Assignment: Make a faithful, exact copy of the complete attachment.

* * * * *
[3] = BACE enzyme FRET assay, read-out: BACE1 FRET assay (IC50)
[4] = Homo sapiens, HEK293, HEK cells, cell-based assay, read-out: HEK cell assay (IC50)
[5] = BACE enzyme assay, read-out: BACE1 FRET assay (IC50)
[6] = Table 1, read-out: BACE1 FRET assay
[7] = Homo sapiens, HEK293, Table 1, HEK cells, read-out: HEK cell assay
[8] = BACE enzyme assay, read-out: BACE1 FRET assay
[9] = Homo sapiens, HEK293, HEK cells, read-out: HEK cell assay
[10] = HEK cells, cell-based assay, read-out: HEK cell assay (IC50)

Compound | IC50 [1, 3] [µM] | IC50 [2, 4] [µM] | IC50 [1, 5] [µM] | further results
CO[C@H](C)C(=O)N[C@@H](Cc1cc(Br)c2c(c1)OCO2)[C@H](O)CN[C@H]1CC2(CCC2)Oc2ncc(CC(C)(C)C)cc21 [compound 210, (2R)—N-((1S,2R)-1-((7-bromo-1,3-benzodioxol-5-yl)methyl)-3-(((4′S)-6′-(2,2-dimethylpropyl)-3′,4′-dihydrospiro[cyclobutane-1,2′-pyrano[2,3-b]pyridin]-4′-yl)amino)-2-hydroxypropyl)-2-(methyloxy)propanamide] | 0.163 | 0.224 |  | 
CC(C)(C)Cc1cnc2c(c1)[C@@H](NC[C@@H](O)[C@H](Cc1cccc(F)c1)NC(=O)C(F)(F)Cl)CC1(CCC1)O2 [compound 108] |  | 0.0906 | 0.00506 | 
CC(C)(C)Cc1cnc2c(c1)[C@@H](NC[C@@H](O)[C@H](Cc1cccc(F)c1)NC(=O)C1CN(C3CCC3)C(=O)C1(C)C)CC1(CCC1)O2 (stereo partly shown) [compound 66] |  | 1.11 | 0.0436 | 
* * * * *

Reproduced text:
[3] = BACE enzyme FRET assay, read-out: BACE1 FRET assay (IC50)
[4] = Homo sapiens, HEK293, HEK cells, cell-based assay, read-out: HEK cell assay (IC50)
[5] = BACE enzyme assay, read-out: BACE1 FRET assay (IC50)
[6] = Table 1, read-out: BACE1 FRET assay
[7] = Homo sapiens, HEK293, Table 1, HEK cells, read-out: HEK cell assay
[8] = BACE enzyme assay, read-out: BACE1 FRET assay
[9] = Homo sapiens, HEK293, HEK cells, read-out: HEK cell assay
[10] = HEK cells, cell-based assay, read-out: HEK cell assay (IC50)

Compound | IC50 [1, 3] [µM] | IC50 [2, 4] [µM] | IC50 [1, 5] [µM] | further results
CO[C@H](C)C(=O)N[C@@H](Cc1cc(Br)c2c(c1)OCO2)[C@H](O)CN[C@H]1CC2(CCC2)Oc2ncc(CC(C)(C)C)cc21 [compound 210, (2R)—N-((1S,2R)-1-((7-bromo-1,3-benzodioxol-5-yl)methyl)-3-(((4′S)-6′-(2,2-dimethylpropyl)-3′,4′-dihydrospiro[cyclobutane-1,2′-pyrano[2,3-b]pyridin]-4′-yl)amino)-2-hydroxypropyl)-2-(methyloxy)propanamide] | 0.163 | 0.224 |  | 
CC(C)(C)Cc1cnc2c(c1)[C@@H](NC[C@@H](O)[C@H](Cc1cccc(F)c1)NC(=O)C(F)(F)Cl)CC1(CCC1)O2 [compound 108] |  | 0.0906 | 0.00506 | 
CC(C)(C)Cc1cnc2c(c1)[C@@H](NC[C@@H](O)[C@H](Cc1cccc(F)c1)NC(=O)C1CN(C3CCC3)C(=O)C1(C)C)CC1(CCC1)O2 (stereo partly shown) [compound 66] |  | 1.11 | 0.0436 | 